Geriatric Healthcare Specialist Milledgeville GA

In a study recently published in the Journal of Alzheimer’s Disease, researchers from Brown Medical School found that reduced glucose uptake and decreased metabolism in the hippocampus—the area of the brain associated with memory—cause neurodegeneration and cognitive impairment.

Marghoob Abbas, MD
1215 Columbia Dr
Milledgeville, GA
Specialties
Geriatrics, Geriatric Medicine-Internal Medicine
Gender
Male
Education
Medical School: Rawalpindi Med Coll, Univ Of Punjab, Rawalpindi, Pakistan
Graduation Year: 1985

Data Provided by:
Abelardo Delgado
Swint Ave
Milledgeville, GA
Specialty
Geriatric Internal Medicine, Alzheimer's Specialist

Yohannes W Endeshaw
(404) 728-6698
1841 Clifton Rd Ne
Atlanta, GA
Specialty
Geriatric Medicine

Data Provided by:
Liaqat Hayat, MD
315 S Boulevard Dr
Bainbridge, GA
Specialties
Geriatrics, Geriatric Medicine-Internal Medicine
Gender
Male
Education
Medical School: Quaid-E-Azam Med Coll, Islamia Univ, Bahawalpur, Pakistan
Graduation Year: 1991

Data Provided by:
Fabian Revita Franco, MD
(912) 923-0290
200 Falcon Crst
Warner Robins, GA
Specialties
Geriatrics, Geriatric Medicine-Internal Medicine
Gender
Male
Education
Medical School: Univ Of Santo Tomas, Fac Of Med And Surg, Manila, Philippines
Graduation Year: 1990

Data Provided by:
Donald E Manning, MD
(478) 445-4515
127 Honeysuckle Rd NW
Milledgeville, GA
Specialties
Geriatrics, Geriatric Psychiatry
Gender
Male
Education
Medical School: Med Univ Of Sc Coll Of Med, Charleston Sc 29425
Graduation Year: 1972

Data Provided by:
Cecile Q Nguyen
(404) 766-4633
1029 Cleveland Ave
East Point, GA
Specialty
Geriatric Medicine

Data Provided by:
Dale McGregor
(229) 985-3420
3131 S Main St
Moultrie, GA
Specialty
Family Practice, Geriatric Medicine

Data Provided by:
Chesley Lucas Richards, MD
(404) 498-1121
1495 Emory Rd NE
Atlanta, GA
Specialties
Geriatrics, Geriatric Medicine-Internal Medicine
Gender
Male
Education
Medical School: Med Univ Of Sc Coll Of Med, Charleston Sc 29425
Graduation Year: 1987
Hospital
Hospital: V A Med Ctr Atlanta, Decatur, Ga

Data Provided by:
Shashikant A Daya, MD
3305 Bobby Brown Pkwy
East Point, GA
Specialties
Geriatrics, Geriatric Medicine-Family Practice
Gender
Male
Education
Medical School: Univ Of The Witwatersrand, Med Sch, Johannesburg, So Africa
Graduation Year: 1986

Data Provided by:
Data Provided by:

Food for Thought

Provided by: 

By Kris Kucera

Rarely does an extended family get a free pass from Alzheimer’s disease or diabetes mellitus. On the surface, these two afflictions appear totally unrelated —Alzheimer’s (AD), Mother Nature’s cruel version of identity theft; and diabetes, the glucose-metabolism disorder that affects both young and old alike. However, new research indicates that the two diseases behave in a similar manner.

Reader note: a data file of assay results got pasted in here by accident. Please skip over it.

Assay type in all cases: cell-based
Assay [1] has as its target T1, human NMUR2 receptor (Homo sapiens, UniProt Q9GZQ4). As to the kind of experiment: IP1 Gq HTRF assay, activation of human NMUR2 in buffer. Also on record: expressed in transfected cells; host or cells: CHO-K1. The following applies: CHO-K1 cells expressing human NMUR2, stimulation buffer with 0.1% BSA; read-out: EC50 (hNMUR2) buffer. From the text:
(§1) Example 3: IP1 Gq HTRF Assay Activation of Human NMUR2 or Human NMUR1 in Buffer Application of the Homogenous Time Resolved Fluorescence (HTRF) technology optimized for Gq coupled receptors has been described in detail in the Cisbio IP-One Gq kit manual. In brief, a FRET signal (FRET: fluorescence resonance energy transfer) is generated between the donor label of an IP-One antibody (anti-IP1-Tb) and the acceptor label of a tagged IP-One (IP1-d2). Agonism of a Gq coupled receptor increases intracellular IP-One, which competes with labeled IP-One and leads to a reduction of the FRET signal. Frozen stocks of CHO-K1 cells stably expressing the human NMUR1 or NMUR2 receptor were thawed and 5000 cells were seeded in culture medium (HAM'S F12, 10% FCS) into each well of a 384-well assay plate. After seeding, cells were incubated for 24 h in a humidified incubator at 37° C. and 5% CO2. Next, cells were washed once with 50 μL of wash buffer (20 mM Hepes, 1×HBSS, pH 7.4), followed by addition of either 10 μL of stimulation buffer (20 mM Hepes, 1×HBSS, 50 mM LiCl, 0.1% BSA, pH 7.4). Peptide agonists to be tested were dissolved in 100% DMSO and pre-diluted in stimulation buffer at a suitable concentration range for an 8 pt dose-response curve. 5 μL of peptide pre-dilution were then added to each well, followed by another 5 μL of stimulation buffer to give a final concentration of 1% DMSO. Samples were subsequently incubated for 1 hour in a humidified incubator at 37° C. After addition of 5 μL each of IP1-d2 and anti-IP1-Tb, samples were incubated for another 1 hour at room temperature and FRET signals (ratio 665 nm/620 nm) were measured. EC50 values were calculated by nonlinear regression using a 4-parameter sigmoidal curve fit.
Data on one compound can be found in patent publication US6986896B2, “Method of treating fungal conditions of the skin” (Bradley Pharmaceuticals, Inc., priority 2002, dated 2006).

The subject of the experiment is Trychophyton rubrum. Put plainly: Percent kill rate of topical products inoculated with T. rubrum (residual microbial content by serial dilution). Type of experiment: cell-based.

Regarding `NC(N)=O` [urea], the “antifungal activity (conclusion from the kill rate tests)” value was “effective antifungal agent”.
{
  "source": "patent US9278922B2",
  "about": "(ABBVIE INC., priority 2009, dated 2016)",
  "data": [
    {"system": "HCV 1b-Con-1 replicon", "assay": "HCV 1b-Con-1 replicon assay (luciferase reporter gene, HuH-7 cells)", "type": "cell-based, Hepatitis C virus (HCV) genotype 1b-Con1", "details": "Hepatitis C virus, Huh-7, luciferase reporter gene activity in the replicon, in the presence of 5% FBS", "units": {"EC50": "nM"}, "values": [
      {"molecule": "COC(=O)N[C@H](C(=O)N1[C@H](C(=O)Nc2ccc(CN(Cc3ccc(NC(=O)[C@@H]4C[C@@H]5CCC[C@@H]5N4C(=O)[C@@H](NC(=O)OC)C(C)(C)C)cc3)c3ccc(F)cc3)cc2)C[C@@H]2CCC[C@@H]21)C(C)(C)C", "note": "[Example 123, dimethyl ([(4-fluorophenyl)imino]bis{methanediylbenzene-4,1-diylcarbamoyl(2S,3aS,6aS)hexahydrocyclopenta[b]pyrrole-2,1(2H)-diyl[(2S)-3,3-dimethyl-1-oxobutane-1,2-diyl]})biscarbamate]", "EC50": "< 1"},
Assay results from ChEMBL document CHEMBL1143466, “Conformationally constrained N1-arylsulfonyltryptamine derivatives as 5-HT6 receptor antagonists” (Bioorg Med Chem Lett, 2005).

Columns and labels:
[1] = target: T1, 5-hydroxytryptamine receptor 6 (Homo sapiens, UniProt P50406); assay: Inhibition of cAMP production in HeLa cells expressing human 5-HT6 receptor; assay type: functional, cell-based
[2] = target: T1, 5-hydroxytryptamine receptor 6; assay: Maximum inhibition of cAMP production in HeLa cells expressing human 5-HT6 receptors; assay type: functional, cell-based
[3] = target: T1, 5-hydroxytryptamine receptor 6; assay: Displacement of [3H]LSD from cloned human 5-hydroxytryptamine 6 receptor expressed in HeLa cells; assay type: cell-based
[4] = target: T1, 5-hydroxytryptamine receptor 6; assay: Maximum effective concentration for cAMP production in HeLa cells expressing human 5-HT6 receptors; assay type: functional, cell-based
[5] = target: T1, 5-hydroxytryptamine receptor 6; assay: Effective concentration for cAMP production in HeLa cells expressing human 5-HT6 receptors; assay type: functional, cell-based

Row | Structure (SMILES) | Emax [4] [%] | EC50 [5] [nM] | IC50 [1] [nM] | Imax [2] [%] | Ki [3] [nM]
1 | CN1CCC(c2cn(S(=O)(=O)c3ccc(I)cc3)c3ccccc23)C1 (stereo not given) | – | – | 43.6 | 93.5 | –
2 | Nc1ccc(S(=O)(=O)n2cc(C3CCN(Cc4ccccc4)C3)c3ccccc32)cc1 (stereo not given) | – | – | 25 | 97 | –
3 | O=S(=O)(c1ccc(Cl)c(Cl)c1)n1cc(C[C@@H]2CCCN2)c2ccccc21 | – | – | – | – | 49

In a study recently published in the Journal of Alzheimer’s Disease, researchers from Brown Medical School found that reduced glucose uptake and decreased metabolism in the hippocampus—the area of the brain associated with memory—cause neurodegeneration and cognitive impairment. This, they say, suggests that a form of diabetes, tentatively dubbed type 3, leads to AD.

Type 1 diabetes results from a severe or complete lack of insulin, a hormone made in the pancreas that controls blood sugar. Type 2, dubbed adult onset diabetes (although these days it occurs in teenagers and even younger kids), also stems from a dearth of insulin, or insulin resistance —the existing insulin molecules cannot deliver glucose through the cells’ membranes. Surprisingly, the researchers found a new form of insulin, produced in the brain, and they believe that, over time, decreasing levels of this “brain insulin” and other insulin-related proteins ultimately precipitate AD. While levels of brain insulin have no known affect on a body’s overall blood sugar, scientists have long recognized that diabetes patients are more likely to develop AD than those without the disease.

Skeptics of the Brown team’s findings argue that our brains produce so little insulin in the first place, reduced levels of the hormone can’t possibly play a significant role in AD. Regardless, the new data show that AD may be a neuroendocrine disorder, thus increasing the possibility for more effective treatments. And that gives hope to all of us who may one day be touched, directly or indirectly, by the merciless hand of AD.

Copyright 1999-2009 Natural Solutions: Vibrant Health, Balanced Living/Alternative Medicine/InnoVisi...